Don’t Be Shy
These days, not every job is advertised in a newspaper or on a website. You have to keep your ear close to the ground. As freelance web designer Jack Osbourne explains: “It’s important to make as many connections as possible. Online communities such as Twitter, LinkedIn and Facebook will help you interact with other designers while sites such as Digg and Design Float can provide you with free marketing and help to get your work ‘out there’. “Posting links to your social network profiles also helps you make connections with people, who until now will have been nameless and unknown. When networking, the golden rule is this: don’t be shy!”
One of the advantages of working within the creative industry is that we are at the bleeding edge of innovation. There are lots of really good sites that can keep you up to date with what’s new and what’s yet to be new, all providing as much or as little info as you require. The animation industry is introducing new changes and advancements every other day. Make sure you stay up to date with everything so as that it works for your favour in the interview.
Do Your Research
This is the most obvious thing to do when preparing for a design interview, but is all too often forgotten. If your excuse is you ‘didn’t have time’ then you don’t want the job enough and your prospective employer will know straight away. Take a close look at the company’s site and search the creative press for stories about them. This will create a good impression of you too. Learn animation and the company’s association with it to the fullest.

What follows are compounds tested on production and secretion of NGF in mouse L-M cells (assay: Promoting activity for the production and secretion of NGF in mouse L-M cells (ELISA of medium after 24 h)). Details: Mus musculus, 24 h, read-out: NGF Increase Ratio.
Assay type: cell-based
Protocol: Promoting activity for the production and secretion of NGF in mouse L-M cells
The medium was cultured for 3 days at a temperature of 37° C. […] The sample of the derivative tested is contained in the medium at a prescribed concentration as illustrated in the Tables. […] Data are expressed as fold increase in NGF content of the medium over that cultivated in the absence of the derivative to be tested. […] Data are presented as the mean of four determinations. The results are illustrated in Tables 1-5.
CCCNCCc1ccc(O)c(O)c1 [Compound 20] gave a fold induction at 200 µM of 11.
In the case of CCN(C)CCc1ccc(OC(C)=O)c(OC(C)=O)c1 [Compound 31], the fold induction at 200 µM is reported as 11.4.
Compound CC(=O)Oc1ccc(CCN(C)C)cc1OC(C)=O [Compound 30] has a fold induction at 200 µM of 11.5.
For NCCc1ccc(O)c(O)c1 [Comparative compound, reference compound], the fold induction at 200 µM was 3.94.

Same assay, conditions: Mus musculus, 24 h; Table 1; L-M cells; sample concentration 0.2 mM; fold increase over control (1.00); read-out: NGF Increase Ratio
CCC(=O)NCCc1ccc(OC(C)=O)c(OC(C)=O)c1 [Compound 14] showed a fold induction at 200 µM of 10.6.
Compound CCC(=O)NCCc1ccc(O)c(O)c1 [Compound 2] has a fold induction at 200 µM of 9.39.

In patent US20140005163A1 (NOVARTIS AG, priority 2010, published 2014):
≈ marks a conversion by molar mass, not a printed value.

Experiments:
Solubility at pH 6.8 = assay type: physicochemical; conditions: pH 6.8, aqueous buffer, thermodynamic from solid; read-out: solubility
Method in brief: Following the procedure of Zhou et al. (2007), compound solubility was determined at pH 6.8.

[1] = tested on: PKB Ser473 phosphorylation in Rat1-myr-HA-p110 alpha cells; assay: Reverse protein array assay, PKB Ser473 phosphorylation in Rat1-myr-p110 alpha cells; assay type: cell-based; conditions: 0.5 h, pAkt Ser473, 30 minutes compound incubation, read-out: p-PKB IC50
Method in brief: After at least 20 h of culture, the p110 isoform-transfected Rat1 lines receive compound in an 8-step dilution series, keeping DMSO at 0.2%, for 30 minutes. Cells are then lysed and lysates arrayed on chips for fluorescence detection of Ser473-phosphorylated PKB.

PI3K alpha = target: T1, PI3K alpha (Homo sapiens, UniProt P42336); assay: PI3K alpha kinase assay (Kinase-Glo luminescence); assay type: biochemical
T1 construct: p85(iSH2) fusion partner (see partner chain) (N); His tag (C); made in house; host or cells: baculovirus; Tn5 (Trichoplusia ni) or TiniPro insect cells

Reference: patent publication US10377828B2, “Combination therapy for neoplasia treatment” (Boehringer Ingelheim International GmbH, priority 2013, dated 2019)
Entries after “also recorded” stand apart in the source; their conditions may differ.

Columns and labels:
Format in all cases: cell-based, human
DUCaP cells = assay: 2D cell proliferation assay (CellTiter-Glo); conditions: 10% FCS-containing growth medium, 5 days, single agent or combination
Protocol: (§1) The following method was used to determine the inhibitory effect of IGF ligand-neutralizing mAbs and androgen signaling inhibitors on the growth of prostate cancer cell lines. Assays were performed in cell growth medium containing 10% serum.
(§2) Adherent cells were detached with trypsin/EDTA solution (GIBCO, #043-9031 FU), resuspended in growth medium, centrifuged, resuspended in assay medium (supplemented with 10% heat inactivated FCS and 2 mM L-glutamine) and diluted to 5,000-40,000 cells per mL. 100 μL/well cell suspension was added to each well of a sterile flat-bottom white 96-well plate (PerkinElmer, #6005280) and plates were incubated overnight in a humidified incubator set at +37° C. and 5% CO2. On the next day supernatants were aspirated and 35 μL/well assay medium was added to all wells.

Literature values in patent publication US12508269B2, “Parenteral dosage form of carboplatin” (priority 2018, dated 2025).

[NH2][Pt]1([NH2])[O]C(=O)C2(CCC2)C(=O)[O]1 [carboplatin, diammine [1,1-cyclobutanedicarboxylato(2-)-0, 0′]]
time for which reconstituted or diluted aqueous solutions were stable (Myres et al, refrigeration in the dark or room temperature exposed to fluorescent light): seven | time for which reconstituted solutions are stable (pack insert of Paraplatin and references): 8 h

Sell Your Skills Appropriately
Studios are always looking for people who can add something new to their business, but not at the expense of what they actually want you to do. So don’t blurt out your skills with, say, augmented reality apps, before you have given them confidence in your ability to do the specific job you’re interviewing for. Instead, portray these additional skills as a good way to add value to the business in future.
Remember Your CV
Just because the company interviewing you has already seen your resumé, don’t assume that part of the application process is over. You may well be asked to talk through your resumé in the interview, so make sure you bring a number of copies in a presentable form, and familiarise yourself with what you say you’ve done and what you’re able to do. And you will almost certainly be asked to talk through your portfolio, so the same goes for that.